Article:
Compared to other Oregon cities, Sandy is setting an example
'Sandy's in great shape' are the four words Mayor Bill King used last week to describe the state of the city.
The city of Sandy is becoming one of few icons within Oregon. Its good reputation is in its many new amenities, the speed with which the city is growing and the success it has had in weathering the economic storm of the past few years.
This statement represents the message that King and City Manager Scott Lazenby gave last week at a luncheon for members of the Sandy Area Chamber of Commerce.
King said he has attended meetings with other mayors, and it has made him proud to be from Sandy when other mayors spoke about the many problems they have been facing for several years.
'I sat there listening (to the other cities' problems),' King said, 'and I didn't stand up and say anything (negative) because (Sandy) isn't facing any of the problems (the other cities) are. The city of Sandy is in remarkably good shape in almost every aspect.'
Local business owner Laura Allen asked what King thought was the biggest opportunity for the city of Sandy in the coming year.
'It's the economy,' he said. 'That opens up so many doors. If the city had more money, we could (for example) do the Gateway project and we could have a lot of things that we would like to have.'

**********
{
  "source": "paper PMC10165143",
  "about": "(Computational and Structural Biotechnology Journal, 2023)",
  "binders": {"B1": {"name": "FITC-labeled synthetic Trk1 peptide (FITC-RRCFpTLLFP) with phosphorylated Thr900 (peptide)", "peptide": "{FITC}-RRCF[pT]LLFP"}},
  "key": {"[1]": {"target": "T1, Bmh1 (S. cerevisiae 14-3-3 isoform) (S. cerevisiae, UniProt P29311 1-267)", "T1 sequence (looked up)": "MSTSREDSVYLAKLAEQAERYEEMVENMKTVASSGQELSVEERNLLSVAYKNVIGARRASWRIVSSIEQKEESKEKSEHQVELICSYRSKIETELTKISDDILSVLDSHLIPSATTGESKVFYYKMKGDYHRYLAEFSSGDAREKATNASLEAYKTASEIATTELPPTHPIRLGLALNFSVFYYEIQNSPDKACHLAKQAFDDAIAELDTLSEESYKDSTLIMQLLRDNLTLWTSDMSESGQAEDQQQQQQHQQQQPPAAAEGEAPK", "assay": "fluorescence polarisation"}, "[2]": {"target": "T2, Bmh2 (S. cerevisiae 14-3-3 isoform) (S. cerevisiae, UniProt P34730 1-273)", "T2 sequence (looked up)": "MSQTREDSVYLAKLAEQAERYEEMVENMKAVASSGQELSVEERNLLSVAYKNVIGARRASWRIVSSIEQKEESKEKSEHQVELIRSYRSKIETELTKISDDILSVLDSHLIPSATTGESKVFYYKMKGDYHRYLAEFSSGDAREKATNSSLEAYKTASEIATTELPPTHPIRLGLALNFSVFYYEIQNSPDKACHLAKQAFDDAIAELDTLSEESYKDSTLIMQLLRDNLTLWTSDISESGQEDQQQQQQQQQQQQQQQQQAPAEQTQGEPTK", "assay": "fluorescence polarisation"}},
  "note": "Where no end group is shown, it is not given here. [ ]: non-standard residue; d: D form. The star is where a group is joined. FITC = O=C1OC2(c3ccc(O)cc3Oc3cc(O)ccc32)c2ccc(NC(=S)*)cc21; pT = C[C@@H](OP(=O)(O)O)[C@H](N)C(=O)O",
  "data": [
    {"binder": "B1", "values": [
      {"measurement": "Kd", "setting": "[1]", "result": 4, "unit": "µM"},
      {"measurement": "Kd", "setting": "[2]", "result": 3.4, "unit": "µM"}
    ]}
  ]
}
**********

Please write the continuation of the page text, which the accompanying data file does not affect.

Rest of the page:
King spoke about last spring's budgeting process, noting 'the city didn't cut any programs or services.'
'We're doing about the same amount (of services) with less money,' he said. 'I think the city has done a really good job of trying to stretch your tax dollars as far as it can. I think we're doing the best we can with what we have.'
Lazenby introduced the city's newest hire, David Snider, whose responsibilities focus on the city's economic development and outreach to area businesses.
Regarding the city's Main Street program, Lazenby said he's hoping the steering committee will be able to transition the program into an independent nonprofit and separate it from the city. The combination of Main Street Manager Jason McNeil and Snider, he said, has the potential of creating an environment in the city that encourages businesses to grow and develop.
'We're looking for opportunities for businesses to expand,' Lazenby said. 'There are actually quite a few businesses in Sandy that are really doing pretty well through this recession.
'We're working on the idea of economic gardening. The philosophy is: Instead of trying to play god with the economy (and specify which businesses are allowed in specific places), we want to create an environment (a garden) for businesses to grow.'
Interim Chamber Director Mitch Speck suggested one way local residents could assist in the economic development of the city is to be a hometown promoter, telling people why they like to live in Sandy and describing its amenities.
'As business owners (and local residents), we can talk it up,' Speck said. 'If you start talking up your community and what a great place it is to live and work and have a business, guess what's going to happen: People are going to believe it.'